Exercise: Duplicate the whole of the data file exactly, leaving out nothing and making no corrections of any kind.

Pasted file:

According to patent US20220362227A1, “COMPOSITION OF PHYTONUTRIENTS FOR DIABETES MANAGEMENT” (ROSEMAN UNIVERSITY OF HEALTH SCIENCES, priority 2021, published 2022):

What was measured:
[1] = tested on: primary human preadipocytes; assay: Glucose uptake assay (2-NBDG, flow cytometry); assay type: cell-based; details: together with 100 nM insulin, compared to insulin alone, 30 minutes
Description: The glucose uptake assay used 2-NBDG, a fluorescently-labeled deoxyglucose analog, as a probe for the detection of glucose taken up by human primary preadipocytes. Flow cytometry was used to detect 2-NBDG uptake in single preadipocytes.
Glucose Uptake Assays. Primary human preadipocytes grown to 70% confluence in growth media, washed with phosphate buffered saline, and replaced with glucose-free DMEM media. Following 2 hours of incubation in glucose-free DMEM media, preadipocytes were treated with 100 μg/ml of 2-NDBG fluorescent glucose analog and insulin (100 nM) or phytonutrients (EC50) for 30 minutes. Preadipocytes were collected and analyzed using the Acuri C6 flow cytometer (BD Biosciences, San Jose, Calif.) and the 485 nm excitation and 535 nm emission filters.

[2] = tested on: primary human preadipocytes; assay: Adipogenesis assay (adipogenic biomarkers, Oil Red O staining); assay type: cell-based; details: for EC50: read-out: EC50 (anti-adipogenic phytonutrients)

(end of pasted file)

According to patent US20220362227A1, “COMPOSITION OF PHYTONUTRIENTS FOR DIABETES MANAGEMENT” (ROSEMAN UNIVERSITY OF HEALTH SCIENCES, priority 2021, published 2022):

What was measured:
[1] = tested on: primary human preadipocytes; assay: Glucose uptake assay (2-NBDG, flow cytometry); assay type: cell-based; details: together with 100 nM insulin, compared to insulin alone, 30 minutes
Description: The glucose uptake assay used 2-NBDG, a fluorescently-labeled deoxyglucose analog, as a probe for the detection of glucose taken up by human primary preadipocytes. Flow cytometry was used to detect 2-NBDG uptake in single preadipocytes.
Glucose Uptake Assays. Primary human preadipocytes grown to 70% confluence in growth media, washed with phosphate buffered saline, and replaced with glucose-free DMEM media. Following 2 hours of incubation in glucose-free DMEM media, preadipocytes were treated with 100 μg/ml of 2-NDBG fluorescent glucose analog and insulin (100 nM) or phytonutrients (EC50) for 30 minutes. Preadipocytes were collected and analyzed using the Acuri C6 flow cytometer (BD Biosciences, San Jose, Calif.) and the 485 nm excitation and 535 nm emission filters.

[2] = tested on: primary human preadipocytes; assay: Adipogenesis assay (adipogenic biomarkers, Oil Red O staining); assay type: cell-based; details: for EC50: read-out: EC50 (anti-adipogenic phytonutrients)